Note to New Yorkers: We also have a claim as a Hopper inspiration.
by Colin W. Sargent
In 1927, Edward Hopper and his wife Josephine Nivison bought a used 1925 Dodge and felt a rush of freedom as they left Washington Square in New York City and headed up the coast of Maine. When they saw the village of Two Lights in Cape Elizabeth, they pulled to the side of the road and took a deep breath. It was here he and Jo, a talented artist herself and fellow student of Robert Henri, spent three consecutive summers, painting the lighthouses and–a tantalizing possibility–stumbling on his inspiration for the breakthrough urban landscape Chop Suey (1929), which up until now has been ascribed to Columbus Circle in Manhattan.
Consider the case for Portland:
ONE: Hopper was here, not in New York, during the summer of 1927, the painting’s gestation period. In fact, he and Jo were frequent visitors to Portland at night while summering at Two Lights. It’s hard to imagine they’d have avoided the new State Theatre (1927)–both were movie and theater lovers–and Eastland Park Hotel (1927), the largest hotel north of Boston, which crowned the Forest City’s theater district along our Great White Way, where the iconic restaurant Empire Chop Suey held sway with its striking incandescent sign.
TWO: Location, location, location. John Whipple, of Whipple–Callender Architects, says, “I was the architectural consultant on a committee that reviewed applications for the city’s facade grant program. One of the applications was from Bill Umbel. He wanted to reproduce a large blade sign for his club, the Empire Dine and Dance, on 575 Congress Street, and he needed an exemption from the usual restrictions in sign size. His argument was that the original sign was huge. Scott Hanson was the city’s historical consultant. He showed up at the next meeting with a permit dated August, 1930 that he’d dug out of the city’s files and some photos of the building taken in 1924. The permit was for strengthening an existing sign that was 24-feet tall, weighed 600 pounds, and swung dangerously over the sidewalk. The photos showed a building with two bay windows and a sign with light bulbs that spelled ‘Chop Suey’ in vertical letters. Scott opened a book to Hopper’s painting. We all agreed that if you were looking out the western-most bay window you would have seen exactly what Hopper painted.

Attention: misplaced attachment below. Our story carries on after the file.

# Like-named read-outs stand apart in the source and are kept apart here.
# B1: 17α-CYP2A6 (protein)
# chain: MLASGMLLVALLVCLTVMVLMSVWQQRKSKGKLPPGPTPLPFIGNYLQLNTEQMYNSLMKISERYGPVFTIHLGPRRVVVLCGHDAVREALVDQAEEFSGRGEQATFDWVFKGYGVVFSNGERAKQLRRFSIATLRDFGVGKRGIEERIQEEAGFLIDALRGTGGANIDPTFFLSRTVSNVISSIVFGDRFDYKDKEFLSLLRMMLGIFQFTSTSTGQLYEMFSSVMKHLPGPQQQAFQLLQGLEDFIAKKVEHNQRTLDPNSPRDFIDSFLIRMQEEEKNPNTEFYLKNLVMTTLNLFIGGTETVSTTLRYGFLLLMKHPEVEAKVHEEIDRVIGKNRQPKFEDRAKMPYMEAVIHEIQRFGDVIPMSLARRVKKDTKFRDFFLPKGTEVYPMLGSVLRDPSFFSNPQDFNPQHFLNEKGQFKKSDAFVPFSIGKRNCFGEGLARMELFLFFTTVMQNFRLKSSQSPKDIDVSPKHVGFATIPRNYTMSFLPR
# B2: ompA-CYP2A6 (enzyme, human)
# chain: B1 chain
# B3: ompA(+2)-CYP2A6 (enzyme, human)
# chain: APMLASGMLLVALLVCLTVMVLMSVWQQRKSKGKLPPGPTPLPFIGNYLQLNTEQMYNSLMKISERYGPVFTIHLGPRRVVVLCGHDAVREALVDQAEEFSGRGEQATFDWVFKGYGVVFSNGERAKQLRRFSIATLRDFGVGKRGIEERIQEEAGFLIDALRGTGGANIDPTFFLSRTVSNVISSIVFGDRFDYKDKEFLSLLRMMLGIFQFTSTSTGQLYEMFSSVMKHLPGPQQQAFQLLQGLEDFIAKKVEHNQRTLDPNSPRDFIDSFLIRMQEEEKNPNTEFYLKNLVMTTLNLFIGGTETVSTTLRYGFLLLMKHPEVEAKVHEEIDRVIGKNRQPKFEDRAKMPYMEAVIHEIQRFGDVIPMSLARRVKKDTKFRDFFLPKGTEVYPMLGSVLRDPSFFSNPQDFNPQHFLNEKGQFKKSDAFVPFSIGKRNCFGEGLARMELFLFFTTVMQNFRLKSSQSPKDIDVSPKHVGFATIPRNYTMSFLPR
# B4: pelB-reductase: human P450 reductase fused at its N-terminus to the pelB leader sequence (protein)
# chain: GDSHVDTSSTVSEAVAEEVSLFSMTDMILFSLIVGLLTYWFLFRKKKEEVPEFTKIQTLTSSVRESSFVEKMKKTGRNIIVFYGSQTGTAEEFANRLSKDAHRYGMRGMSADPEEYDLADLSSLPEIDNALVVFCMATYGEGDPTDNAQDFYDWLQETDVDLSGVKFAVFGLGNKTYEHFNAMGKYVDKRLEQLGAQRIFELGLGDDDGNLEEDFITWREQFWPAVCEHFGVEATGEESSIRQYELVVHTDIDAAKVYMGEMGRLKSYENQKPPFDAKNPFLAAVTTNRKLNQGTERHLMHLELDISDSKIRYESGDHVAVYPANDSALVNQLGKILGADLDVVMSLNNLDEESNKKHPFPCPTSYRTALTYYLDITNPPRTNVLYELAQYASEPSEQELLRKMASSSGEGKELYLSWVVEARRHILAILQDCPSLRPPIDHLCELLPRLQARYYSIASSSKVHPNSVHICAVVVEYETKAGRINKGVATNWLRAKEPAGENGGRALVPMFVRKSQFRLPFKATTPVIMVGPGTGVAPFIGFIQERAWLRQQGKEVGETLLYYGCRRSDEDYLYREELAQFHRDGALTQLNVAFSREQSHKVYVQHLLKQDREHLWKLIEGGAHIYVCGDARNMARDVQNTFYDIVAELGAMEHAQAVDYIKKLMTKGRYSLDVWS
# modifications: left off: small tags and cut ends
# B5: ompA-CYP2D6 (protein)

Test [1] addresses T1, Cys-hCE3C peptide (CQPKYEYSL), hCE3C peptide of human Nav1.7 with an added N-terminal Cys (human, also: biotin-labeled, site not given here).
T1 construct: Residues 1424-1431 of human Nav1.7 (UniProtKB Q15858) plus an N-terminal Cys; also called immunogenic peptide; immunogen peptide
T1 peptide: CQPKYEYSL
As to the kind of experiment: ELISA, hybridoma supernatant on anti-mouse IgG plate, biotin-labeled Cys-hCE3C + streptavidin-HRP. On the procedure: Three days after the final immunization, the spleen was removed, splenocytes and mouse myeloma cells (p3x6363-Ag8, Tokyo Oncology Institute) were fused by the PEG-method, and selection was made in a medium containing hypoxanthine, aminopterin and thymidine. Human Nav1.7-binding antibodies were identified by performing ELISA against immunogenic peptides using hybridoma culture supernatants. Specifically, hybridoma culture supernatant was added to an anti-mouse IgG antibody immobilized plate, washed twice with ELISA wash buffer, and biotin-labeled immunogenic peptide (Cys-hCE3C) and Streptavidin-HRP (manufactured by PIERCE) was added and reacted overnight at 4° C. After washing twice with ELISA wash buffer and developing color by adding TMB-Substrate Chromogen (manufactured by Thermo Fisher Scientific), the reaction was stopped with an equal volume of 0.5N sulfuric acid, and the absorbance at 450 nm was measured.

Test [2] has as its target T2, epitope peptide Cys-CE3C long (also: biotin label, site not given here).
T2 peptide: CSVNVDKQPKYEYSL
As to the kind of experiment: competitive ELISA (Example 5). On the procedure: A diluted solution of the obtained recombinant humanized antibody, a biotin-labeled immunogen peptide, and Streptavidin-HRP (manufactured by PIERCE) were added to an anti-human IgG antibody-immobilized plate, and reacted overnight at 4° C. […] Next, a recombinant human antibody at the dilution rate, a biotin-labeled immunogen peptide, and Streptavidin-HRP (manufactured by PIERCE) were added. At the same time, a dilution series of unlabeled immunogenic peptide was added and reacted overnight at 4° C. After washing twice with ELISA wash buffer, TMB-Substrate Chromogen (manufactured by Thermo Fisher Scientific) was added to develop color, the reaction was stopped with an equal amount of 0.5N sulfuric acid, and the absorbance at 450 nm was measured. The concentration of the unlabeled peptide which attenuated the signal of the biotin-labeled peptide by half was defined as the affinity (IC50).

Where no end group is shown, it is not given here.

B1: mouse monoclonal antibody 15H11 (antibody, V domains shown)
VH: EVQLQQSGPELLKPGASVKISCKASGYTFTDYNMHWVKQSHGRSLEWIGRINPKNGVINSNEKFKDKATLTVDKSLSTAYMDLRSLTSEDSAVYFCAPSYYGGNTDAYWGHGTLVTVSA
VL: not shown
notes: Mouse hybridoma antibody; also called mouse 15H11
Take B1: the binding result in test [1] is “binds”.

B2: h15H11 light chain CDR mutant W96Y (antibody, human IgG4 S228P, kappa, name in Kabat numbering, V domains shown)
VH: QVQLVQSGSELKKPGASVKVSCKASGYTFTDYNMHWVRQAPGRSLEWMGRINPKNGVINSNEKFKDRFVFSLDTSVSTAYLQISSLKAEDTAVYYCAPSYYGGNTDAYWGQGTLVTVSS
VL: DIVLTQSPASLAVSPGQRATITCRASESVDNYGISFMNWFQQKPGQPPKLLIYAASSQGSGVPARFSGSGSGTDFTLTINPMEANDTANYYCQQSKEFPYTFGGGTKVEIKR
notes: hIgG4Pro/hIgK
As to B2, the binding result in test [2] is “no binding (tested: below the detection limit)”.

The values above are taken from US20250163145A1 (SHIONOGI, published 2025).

“A few weeks later, I told my brother, a painter in Seattle, what Scott had found. He said he’d just helped with a show on Edward Hopper at Seattle Art Museum. The show’s catalog described Hopper’s New York influences at length. We contacted the curator, Patti Junker, and Scott sent her the permits, the photos, and an article by [Maine historian] Gary Libby about Chinese restaurants in Portland. She emailed back: ‘I admit I was skeptical, but after seeing the image, I am absolutely convinced. I think it was this chop-suey restaurant that he had in mind, although the picture was conceived in his studio
THREE: To bay or not to bay! The site traditionally ascribed to Chop Suey–a long-lost second-floor joint on Columbus Circle above a Child’s restaurant in Manhattan–lacks the distinctive bay window in Hopper’s painting, while Portland has it. Add that to Portland’s identical distance between windows, and…
Avis Berman, who’s written about Chop Suey for Smithsonian magazine, tells us, “I certainly think there’s credence to your notion that the Maine Chinese restaurant could have sparked Hopper’s idea.”
Gail Levin, author of Edward Hopper: An Intimate Biography, allows, “He often combined images that he saw in more than one place, so your place might have contributed to his painting even if he ate at the Columbus Circle place.”
Not that Hopper’s talking. Was it a photo or simply a mind’s-eye sketch he drew here? Jo once wrote, “Sometimes talking to Eddie is just like dropping a stone in a well, except that it doesn’t thump when it hits bottom.”
Critics point to Chop Suey as a breakthrough. There’s agreement that the seated woman in the cloche hat facing the viewer is based on Jo. More fascinating, the identical diner facing her is, by many accounts, a doppelgänger, making this painting an enlightened comment on the mass-market loneliness of our 20th-century crowds. Or should we call her a “hoppelgänger”?
John Updike gets credit for the insight that “Hopper is always on the verge of telling a story.” Isn’t it wonderful to think each of us might be living out Chop Suey’s narrative in Portland today?